The stuff I was describing above about thinking of your intelligence as fixed or not comes from Carol Dweck’s very interesting work. I’d check out her “Self-Theories” or “Mindsets” books (they have made learning much more enjoyable again for me: when I don’t get something the first time I just look for more information instead of freaking out about it). The other thing that would probably be useful is Seligman’s “Learned Optimism”—check out some reviews.

  27. Hey David,
    I’m following you and your blog from a while now (yes, I am talking about years), but that’s probably my first comment on your blog… I am probably a listener more than a talker :P

    I really loved this post but at the same time I think you are getting it to hard on yourself. In my humble opinion you are not an imposter at all, you are a great developer! Honestly talking you are absolutely above the average. You have an amazing career but you are humble enough to know your limits and constantly trying to measure and overcome them.
    This can be frustrating (I experience it on myself everyday) but it is also the key to get better and better, even if one can never get perfect, especially in this field that evolves at insane rythms!

    The fact that you are calling yourself an imposter is controversy the proof that you are not an imposter, but just an honest one, with yourself and with the others.

    Anyway keep your mood high and keep doing your best because everyone here is cheering for you and, most importantly, gets inspired by your work and your blog posts ;)

    And finally… yes, we should enjoy life more and spend more time away from our screens!

  28. Stomme poes

    I feel I agree with Bob.

    Whenever I hear people talk about Imposter Syndrome, I immediately wonder “Do we all believe we’re imposters-but-really-with-Imposter-Syndrome instead of the more likely fact that a lot of us really aren’t that good but in IT most of what’s out there isn’t that good anyway so it’s not so bad?”

    There are benefits to just accepting that you’re not very good if all things really point in that direction (I figure though if you’re getting hired by Ginormous Javascript Libraries or Well-Known Browser Vendors, things aren’t pointing much in that direction).

    Benfits:

    * It’s quite easy to ask others for their opinions/knowledge because I don’t have to pretend I’m better than them– they are better than me so probably have the answers I seek. I’ll even prepend “Explain like I’m 5” or “Say this as if English me third speaking is”. You get to do this without qualms if you accept your mediocrity. They’re usually very glad you asked.
    * The only people who bother looking at my code are “SEO experts” but hey, I’m just thrilled someone actually hit f12 or Ctrl-u. I get to celebrate with a tasty sammich or a beer.
    * I’ve never been “asked” to work anywhere, and this is probably true of a lot of us. This means we know we got where we were either because we interviewed well (okay that could be good fakery there, or just being white), or because the other candidates really did suck worse. No fears that we’ll ever be “exposed”.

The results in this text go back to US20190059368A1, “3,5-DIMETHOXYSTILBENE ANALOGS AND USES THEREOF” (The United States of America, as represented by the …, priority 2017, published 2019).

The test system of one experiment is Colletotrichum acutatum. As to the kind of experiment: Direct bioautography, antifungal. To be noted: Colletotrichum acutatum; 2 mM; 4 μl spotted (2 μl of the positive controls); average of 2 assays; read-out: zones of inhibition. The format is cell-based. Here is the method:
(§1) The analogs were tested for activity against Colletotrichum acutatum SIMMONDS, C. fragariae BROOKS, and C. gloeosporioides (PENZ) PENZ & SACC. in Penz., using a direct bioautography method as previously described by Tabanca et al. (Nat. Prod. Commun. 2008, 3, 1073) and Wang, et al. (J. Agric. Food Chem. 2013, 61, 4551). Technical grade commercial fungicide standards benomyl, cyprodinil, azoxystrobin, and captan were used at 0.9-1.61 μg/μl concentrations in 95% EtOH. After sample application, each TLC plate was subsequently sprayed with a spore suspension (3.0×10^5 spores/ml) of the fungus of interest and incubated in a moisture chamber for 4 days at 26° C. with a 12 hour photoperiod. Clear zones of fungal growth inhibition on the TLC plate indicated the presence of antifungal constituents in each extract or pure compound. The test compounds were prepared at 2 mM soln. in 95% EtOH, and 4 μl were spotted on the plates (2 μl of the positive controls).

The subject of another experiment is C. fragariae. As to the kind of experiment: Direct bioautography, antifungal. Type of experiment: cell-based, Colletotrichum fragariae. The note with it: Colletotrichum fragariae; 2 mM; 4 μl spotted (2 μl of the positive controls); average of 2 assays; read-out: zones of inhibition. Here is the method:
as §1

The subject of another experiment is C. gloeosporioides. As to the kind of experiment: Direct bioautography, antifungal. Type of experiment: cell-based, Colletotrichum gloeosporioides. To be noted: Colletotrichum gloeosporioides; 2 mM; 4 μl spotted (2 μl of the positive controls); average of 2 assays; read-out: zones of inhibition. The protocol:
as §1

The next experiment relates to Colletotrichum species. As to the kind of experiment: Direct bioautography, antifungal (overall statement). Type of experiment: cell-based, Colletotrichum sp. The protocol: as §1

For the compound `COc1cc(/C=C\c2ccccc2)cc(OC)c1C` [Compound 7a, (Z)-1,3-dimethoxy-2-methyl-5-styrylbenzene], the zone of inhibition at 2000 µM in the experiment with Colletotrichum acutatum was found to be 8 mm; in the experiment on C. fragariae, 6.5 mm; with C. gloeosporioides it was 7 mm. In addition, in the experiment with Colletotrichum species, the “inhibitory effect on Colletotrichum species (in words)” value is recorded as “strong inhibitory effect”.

* On top of that, if the company decides to pay you something unreal, you don’t have to feel guilty because hey, it was obvious what and who you were, what you could and could not do, rather than feeling like they thought you were better than you are or could do more than you could. That makes it their decision and if you think it’s too high, you can safely consider it their mistake rather than something you’ll be “outed” on. It’s not your fault if money falls from the sky.
    * When you accidentally delete the entire production database as well as, somehow, all the backups, you know you won’t “get flown to Mountain View to be burned at the stake”. Nobody buys a plane ticket or wastes good Californian wood to can your ass, and as terrible as it was, it was a mistake, something ordinary people do all the time (okay actually I hope not) while the supergenius experts never ever do– so again, as a not-imposter you know nobody thought this couldn’t ever happen. Or maybe they lack imagination. Or have very good automated prevention systems. I hope.
    * I haven’t done that last one… yet.

    I’d list more benefits, but someone on the chat client is telling me my code is crufty as hell and I need to go celebrate with my sammiches.

  29. Diego Vilar

    Bravo! Just… bravo!

  30. Awesome post.

    I’ve had 3 careers to date… 1 of which was nothing to do with IT/web… and I’ve always struggled impostor syndrome.

    I guess some of us are hard-wired that way.

    For me it’s a daily battle.

    Thankfully my current manager understands, and that means a lot.

  31. O.M.G! Thank you, thaaannnkkkkk youuuuu, for this post!

    You managed to pinpoint the exact feelings I’ve been having all those years working as a integrator-now-frontend-developer in the IT field. Couple this with the facts that I’m a female developer and a mother, you can imagine how the Impostor Syndrome had slowly embedded in me through time: by contact with other developers whom had more knowledge (or at least remembered better their stuffs); lack of time to update my skills; and changes in life. It finally made me think I should abandon the development field I really love but feel so “out of sync” now.